Well I’ve worked out some noise issues concerning the 8 bit ccd design, I’m glad I got to play around with it on the breadboard before ordering the PCB. I was able to make some needed tweaks in DesignSpark and update the gerber files and now they are getting made @ PCBWay.com 🙂
I am confident in it’s performance, even @ 8 bits, I did learn a few things though about working with CCD’s, one is, thermal noise, yeah, even with NO power its still there, and on the breadboard it has little room for any air circulation underneath, so I had to compensate for this “dark current” by taking at least 5 dark frames and comparing the frame with the least amount pixel depth and then averaging the other frames together at their higher RMS #’s and subtracting that from the low pixel numbered frame and that gave me a pretty good representation of the most stable dark current values.
I did the same procedure with the sample frame, I used my Solux 50 Watt Halogen lamp (4700K), which uses a 12vdc regulated power supply @ a distance of 52 cm and a slit width of 0.5 mm and slit length of 16 mm. The biggest reason for following the same procedure with the sample frames is because of what is called “shot noise,”
Which is caused by the random arrival of photons. This is a fundamental trait of light. Since each photon is an independent event, the arrival of any given photon cannot be precisely predicted; instead the probability of its arrival in a given time period is governed by a Poisson distribution. With a large enough sample, a graph plotting the arrival of photons will plot the familiar bell curve.
Shot noise is most apparent when collecting a relatively small number of photons. It can be reduced by collecting more photons, either with a longer exposure or by combining multiple frames.
I chose the multiple frames option because I am not capturing any live spectra, as one would if you were imaging a galaxy for example, so I used an integration time of 0.50 ms long enough to get the shot but short enough to not introduce unnecessary noise caused by longer exposure times.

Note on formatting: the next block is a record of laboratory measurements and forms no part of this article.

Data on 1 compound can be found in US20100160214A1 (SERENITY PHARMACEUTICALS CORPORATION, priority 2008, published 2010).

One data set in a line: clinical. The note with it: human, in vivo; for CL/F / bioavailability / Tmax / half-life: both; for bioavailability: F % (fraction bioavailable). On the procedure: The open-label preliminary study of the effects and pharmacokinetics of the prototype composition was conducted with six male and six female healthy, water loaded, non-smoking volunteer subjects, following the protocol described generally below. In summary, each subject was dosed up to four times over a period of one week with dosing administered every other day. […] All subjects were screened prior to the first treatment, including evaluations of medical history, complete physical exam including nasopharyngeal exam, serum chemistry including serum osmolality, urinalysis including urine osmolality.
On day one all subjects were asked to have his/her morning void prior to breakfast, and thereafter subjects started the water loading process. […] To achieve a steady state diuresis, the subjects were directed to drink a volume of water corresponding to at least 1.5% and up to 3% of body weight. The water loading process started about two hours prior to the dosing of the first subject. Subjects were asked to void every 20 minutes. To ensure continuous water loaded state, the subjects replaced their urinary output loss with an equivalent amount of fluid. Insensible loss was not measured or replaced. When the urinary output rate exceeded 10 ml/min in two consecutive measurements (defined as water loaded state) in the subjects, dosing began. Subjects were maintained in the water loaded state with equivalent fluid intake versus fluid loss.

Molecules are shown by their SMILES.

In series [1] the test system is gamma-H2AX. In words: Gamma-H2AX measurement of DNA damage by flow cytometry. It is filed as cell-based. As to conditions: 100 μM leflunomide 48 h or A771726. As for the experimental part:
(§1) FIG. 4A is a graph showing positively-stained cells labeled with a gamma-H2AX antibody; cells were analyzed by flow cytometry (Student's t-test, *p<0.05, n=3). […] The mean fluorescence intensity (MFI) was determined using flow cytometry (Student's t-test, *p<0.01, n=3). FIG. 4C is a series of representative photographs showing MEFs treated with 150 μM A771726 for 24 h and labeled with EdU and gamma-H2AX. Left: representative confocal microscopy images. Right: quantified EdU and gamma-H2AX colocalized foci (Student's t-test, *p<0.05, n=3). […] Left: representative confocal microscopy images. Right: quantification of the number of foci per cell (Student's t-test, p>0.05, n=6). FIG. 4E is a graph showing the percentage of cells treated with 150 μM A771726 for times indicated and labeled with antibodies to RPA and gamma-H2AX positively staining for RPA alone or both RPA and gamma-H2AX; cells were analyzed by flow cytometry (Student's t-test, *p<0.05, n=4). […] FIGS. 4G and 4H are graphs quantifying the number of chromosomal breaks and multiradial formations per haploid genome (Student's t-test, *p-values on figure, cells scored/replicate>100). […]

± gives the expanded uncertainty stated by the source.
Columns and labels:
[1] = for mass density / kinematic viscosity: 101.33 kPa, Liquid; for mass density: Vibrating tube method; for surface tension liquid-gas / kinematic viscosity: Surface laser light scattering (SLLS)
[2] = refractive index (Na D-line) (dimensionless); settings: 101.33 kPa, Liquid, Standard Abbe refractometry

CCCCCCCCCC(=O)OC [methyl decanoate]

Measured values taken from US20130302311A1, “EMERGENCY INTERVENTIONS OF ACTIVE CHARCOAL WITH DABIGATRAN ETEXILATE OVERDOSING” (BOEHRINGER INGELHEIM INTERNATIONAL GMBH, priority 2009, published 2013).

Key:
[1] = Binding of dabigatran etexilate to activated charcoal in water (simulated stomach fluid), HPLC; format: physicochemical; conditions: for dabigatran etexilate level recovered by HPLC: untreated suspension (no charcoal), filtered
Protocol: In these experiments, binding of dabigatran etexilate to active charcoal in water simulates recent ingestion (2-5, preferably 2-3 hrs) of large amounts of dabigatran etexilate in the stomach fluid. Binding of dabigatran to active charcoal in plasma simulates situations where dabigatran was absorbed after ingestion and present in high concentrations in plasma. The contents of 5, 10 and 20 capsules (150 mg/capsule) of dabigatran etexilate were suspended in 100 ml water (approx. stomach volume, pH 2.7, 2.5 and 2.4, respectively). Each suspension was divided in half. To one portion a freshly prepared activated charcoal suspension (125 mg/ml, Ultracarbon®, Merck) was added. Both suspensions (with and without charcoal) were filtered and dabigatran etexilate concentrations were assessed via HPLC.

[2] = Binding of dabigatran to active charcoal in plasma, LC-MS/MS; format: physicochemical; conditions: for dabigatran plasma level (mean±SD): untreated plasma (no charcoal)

The first plot we will look at is figure 3, because its the raw spectrum from 260 pixels to about 1200 pixels in length. I processed the CCD data using Spectragryph 1.2.0 designed and written by Dr.Friedrich Menges PhD. and is now certified by the NIST (National Institute of Standards and Technology). I already subtracted it from the dark frame and flipped it right side up using this LOG formula in excel; =(10*(-B2))*100. This will convert the Y values to -LOG so the spectrum will revert to a transmission spectrum, because negative numbers do not make sense in this case.
The next plot figure 2, is the spectrum cutoff at 385 – 800 pixel counts. This was the reason for the 16 mm slit length, the only way to manually control the wavelength range was to simulate an actual spectral image on the CCD substrate without a diffraction grating.
In figure 2 you also notice, how I calibrated my Solux spectral image to correspond to a master reference spectrum, a Solux spectral plot I downloaded from Solux Spectral Data
Here is the spectral resolution data for this spectral plot below
Keep in mind that, @ 1 and 2 nm it’s not the best but we are working from a breadboard after all, with no diffraction grating or optics!
Finally I put it all together in figure 1, best for last, and introduced a feature in Spectragryph v1.2.0 called “Spectropic view,” where I can align the plot to fit a particular wavelength range and image the spectral lines.
The next steps are clear when the PCB boards come in and then the final phase of testing can begin 🙂